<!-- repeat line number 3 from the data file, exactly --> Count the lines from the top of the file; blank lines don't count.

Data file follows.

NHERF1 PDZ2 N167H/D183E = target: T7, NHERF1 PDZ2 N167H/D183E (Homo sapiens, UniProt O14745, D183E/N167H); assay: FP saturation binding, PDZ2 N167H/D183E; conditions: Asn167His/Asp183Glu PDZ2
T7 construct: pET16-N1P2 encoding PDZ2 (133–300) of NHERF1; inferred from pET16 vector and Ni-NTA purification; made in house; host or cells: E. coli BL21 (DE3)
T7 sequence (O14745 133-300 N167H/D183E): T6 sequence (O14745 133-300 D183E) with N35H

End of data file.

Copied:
T7 sequence (O14745 133-300 N167H/D183E): T6 sequence (O14745 133-300 D183E) with N35H